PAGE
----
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E14: The Neuroscience Behind Why Mindfulness Improves Health, Thinking and Mood

Jacob Derossett

We're here with Sarah Vallely, mindfulness teacher, coach and author. Sarah has been teaching meditation mindfulness for the past two decades training and certifying others to teach mindfulness. Sarah is the author of four books. Her latest book is titled Tame Soothe Dwell: The 55 Teachings of TSD Mindfulness. Today we discussed the neurology associated with meditation and mindfulness, we discussed the health benefits for your thinking your mood, we also discuss what the atoms of thoughts are on a neurological level. I'm Jacob Derossett. We are here with Sarah Vallely, Sarah, how are you?


Sarah Vallely

I'm great, Jacob. Thank you. We know there are so many benefits from meditation. It prevents depression, lowers anxiety improves cardiovascular health is better for our immune system, grows gray matter in our cerebellum. These are all things that we've talked about on past episodes. Yes, we know we have all these benefits from mindfulness. But why, what is the missing link? What if I just sit and do nothing? Will I get these benefits? Do I specifically need to practice mindfulness to gain these benefits?


This is a question that I get often. On a cognitive level, it works because you're strengthening your ability to concentrate, you're strengthening your ability to accept, you gain more clarity, you gain more patience. So on a cognitive level, this can explain why we're having some of these benefits such as preventing depression and lowering anxiety.




When I used to answer this question, “What if we just sat and did nothing, would we get the same benefits?” I used to explain the reason that you need to actually practice mindfulness is because mindfulness pulls you out of the default mode network. And this default mode network, are these certain areas in your brain are active when you are daydreaming, when you are having a stream of consciousness. And what the mindfulness does is it pulls you out of that, which is important because there's a lot of research that shows if we spend too much time in that default mode network it causes depression and causes anxiety.


Jacob Derossett

Does being in the default mode network cause depression anxiety? Or do you go to the default mode network because you are depressed or anxious?


Sarah Vallely

Going into that default mode network causes depression and anxiety. Rumination is one of the biggest reasons because when you're in the default mode network, the majority of the time you're in either rumination or worry. When we practice mindfulness, we pull ourselves out of that type of thought cycle. To answer this question: “What if we just sat and did nothing, would we get the same benefits?” I did some investigation and read some more research and I was absolutely blown away by what I uncovered. In the depths of these published research article indexes. I'm super excited to unveil these. I feel like I'm unveiling the secrets to the universe. This is how excited I am about this.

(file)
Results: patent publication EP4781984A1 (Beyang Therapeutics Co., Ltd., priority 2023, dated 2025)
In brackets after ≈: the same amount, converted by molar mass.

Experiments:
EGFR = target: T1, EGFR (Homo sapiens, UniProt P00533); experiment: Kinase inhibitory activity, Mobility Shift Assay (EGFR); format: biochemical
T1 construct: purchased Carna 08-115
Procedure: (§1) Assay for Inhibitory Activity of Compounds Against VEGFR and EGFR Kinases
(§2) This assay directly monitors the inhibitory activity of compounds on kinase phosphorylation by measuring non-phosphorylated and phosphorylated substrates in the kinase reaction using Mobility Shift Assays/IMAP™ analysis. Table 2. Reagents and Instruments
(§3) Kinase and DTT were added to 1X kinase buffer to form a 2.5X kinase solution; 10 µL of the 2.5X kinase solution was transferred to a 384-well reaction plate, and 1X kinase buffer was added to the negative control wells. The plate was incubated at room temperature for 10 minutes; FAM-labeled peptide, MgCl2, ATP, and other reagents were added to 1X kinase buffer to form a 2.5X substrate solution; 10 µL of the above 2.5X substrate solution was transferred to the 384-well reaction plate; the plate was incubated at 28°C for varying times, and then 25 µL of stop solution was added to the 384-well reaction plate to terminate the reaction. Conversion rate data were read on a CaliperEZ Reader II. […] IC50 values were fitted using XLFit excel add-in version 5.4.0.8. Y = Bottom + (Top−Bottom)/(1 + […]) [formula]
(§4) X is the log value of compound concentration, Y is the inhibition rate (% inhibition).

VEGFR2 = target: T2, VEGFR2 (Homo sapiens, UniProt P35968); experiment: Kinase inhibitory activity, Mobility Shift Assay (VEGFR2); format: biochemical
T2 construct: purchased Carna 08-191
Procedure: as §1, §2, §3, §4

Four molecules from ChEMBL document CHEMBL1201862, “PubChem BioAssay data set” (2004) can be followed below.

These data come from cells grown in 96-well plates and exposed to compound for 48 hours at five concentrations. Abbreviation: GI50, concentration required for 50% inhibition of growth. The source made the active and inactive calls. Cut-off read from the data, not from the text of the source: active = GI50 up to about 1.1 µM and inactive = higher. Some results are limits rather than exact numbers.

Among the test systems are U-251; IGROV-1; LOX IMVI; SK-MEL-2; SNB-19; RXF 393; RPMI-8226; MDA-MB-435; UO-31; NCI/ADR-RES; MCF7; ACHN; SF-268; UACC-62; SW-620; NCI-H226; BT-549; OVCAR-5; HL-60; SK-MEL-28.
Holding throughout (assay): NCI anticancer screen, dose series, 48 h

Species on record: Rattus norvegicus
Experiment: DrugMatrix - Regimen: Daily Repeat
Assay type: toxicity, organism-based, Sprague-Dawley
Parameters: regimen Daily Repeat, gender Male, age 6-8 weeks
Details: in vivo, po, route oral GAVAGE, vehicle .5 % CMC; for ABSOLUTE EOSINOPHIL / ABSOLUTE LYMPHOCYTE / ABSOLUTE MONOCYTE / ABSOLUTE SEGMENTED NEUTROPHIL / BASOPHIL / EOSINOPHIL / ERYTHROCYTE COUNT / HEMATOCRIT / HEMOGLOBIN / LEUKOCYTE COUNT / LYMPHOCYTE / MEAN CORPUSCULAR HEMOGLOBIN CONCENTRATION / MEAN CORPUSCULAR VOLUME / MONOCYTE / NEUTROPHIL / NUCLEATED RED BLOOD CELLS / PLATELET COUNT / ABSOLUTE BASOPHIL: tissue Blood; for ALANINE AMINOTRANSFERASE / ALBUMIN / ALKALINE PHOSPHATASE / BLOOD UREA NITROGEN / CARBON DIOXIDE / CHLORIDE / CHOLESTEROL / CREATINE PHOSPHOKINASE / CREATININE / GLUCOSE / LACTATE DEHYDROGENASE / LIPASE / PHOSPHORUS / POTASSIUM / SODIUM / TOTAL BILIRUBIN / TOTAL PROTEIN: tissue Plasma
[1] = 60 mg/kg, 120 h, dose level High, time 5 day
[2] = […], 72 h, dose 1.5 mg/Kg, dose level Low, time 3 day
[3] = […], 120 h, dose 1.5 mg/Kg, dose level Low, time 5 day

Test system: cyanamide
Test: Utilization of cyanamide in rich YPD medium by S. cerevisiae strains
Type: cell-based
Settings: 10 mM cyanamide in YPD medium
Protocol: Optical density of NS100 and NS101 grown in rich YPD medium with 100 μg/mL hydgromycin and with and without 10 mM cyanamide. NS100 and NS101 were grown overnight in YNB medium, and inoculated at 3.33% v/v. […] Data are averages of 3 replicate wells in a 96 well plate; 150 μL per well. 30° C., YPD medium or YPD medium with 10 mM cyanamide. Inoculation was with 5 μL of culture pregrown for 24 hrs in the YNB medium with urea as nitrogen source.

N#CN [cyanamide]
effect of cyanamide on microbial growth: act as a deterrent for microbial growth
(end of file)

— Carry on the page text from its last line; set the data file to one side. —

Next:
Here's one relative aspect--our brainwaves. Our brainwaves are oscillating electrical voltages in the brain measuring a few millionths of a volt. We can actually measure the voltage of these brainwaves. You might have heard of them, Alpha, Beta, Delta, Gamma, those are different brainwave states. They're differentiated by how many cycles per second their frequency is. I've been teaching about brainwaves for years. I've talked about it in one of my books, it's been part of several of my trainings, but it wasn't until the last few days that I learned these brainwave states can be run at different voltages. So Jacob, you could be in an Alpha state and be running the Alpha state at one certain voltage, and I could be in the Alpha state and running at a different voltage. What the research shows is that meditators exhibit more volts across the board in every state while they're meditating compared to somebody who's not. So if somebody's just sitting there doing nothing, and they're checking their brainwaves, they're emitting a little bit less voltage than somebody who's sitting there and practicing mindfulness.


Jacob Derossett

What is the benefit of having more volts than having less?


Sarah Vallely

Well, what I'm thinking when you put all this together is, one of the reasons we are preventing depression, lowering our anxiety, improving cardiovascular health is quite possibly, because when we meditate, we're running at higher volts. I mean, there's nobody out there that specifically saying that. But that's a difference between somebody who's just sitting there resting, compared to somebody who's actually meditating, there's more volts. So we can speculate. The largest difference I saw between the voltages of someone sitting at rest, and someone meditating was 10, to the negative 12, power micro volts. So it's not a lot. But when you look at it on the chart, it looks significant. So you are literally generating more power when you're practicing mindfulness than someone who's just sitting there resting. So maybe we could plug ourselves into the grid and give the power back and make some money.